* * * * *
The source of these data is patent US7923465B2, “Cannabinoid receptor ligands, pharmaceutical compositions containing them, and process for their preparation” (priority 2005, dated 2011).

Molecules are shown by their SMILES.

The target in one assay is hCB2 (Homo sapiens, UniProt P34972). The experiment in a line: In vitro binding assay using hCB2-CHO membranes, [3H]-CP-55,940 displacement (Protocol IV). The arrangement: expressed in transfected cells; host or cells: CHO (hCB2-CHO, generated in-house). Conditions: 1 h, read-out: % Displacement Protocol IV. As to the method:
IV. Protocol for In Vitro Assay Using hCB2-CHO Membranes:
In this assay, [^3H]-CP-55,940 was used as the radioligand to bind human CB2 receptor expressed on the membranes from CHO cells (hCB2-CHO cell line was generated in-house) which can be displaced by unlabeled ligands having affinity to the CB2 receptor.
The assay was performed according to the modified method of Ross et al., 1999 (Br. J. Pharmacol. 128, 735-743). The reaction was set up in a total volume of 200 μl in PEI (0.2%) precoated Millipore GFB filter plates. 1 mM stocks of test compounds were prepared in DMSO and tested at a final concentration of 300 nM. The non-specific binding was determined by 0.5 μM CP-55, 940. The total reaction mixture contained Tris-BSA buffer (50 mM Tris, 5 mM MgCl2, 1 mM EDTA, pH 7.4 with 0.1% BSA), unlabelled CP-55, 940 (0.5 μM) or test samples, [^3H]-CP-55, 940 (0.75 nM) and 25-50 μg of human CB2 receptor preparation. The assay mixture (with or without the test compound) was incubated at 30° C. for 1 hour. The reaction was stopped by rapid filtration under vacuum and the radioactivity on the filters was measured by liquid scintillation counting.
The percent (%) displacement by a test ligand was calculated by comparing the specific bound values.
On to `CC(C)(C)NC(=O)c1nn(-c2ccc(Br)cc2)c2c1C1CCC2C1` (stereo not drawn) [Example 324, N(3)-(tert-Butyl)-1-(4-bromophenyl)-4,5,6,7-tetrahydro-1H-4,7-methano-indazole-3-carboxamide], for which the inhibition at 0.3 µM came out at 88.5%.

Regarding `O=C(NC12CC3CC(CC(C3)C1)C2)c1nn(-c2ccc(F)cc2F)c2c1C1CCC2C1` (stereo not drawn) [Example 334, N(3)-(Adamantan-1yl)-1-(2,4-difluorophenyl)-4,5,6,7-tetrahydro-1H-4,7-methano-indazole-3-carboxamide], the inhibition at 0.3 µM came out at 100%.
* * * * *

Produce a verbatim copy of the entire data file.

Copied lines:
The source of these data is patent US7923465B2, “Cannabinoid receptor ligands, pharmaceutical compositions containing them, and process for their preparation” (priority 2005, dated 2011).

Molecules are shown by their SMILES.

The target in one assay is hCB2 (Homo sapiens, UniProt P34972). The experiment in a line: In vitro binding assay using hCB2-CHO membranes, [3H]-CP-55,940 displacement (Protocol IV). The arrangement: expressed in transfected cells; host or cells: CHO (hCB2-CHO, generated in-house). Conditions: 1 h, read-out: % Displacement Protocol IV. As to the method:
IV. Protocol for In Vitro Assay Using hCB2-CHO Membranes:
In this assay, [^3H]-CP-55,940 was used as the radioligand to bind human CB2 receptor expressed on the membranes from CHO cells (hCB2-CHO cell line was generated in-house) which can be displaced by unlabeled ligands having affinity to the CB2 receptor.
The assay was performed according to the modified method of Ross et al., 1999 (Br. J. Pharmacol. 128, 735-743). The reaction was set up in a total volume of 200 μl in PEI (0.2%) precoated Millipore GFB filter plates. 1 mM stocks of test compounds were prepared in DMSO and tested at a final concentration of 300 nM. The non-specific binding was determined by 0.5 μM CP-55, 940. The total reaction mixture contained Tris-BSA buffer (50 mM Tris, 5 mM MgCl2, 1 mM EDTA, pH 7.4 with 0.1% BSA), unlabelled CP-55, 940 (0.5 μM) or test samples, [^3H]-CP-55, 940 (0.75 nM) and 25-50 μg of human CB2 receptor preparation. The assay mixture (with or without the test compound) was incubated at 30° C. for 1 hour. The reaction was stopped by rapid filtration under vacuum and the radioactivity on the filters was measured by liquid scintillation counting.
The percent (%) displacement by a test ligand was calculated by comparing the specific bound values.
On to `CC(C)(C)NC(=O)c1nn(-c2ccc(Br)cc2)c2c1C1CCC2C1` (stereo not drawn) [Example 324, N(3)-(tert-Butyl)-1-(4-bromophenyl)-4,5,6,7-tetrahydro-1H-4,7-methano-indazole-3-carboxamide], for which the inhibition at 0.3 µM came out at 88.5%.

Regarding `O=C(NC12CC3CC(CC(C3)C1)C2)c1nn(-c2ccc(F)cc2F)c2c1C1CCC2C1` (stereo not drawn) [Example 334, N(3)-(Adamantan-1yl)-1-(2,4-difluorophenyl)-4,5,6,7-tetrahydro-1H-4,7-methano-indazole-3-carboxamide], the inhibition at 0.3 µM came out at 100%.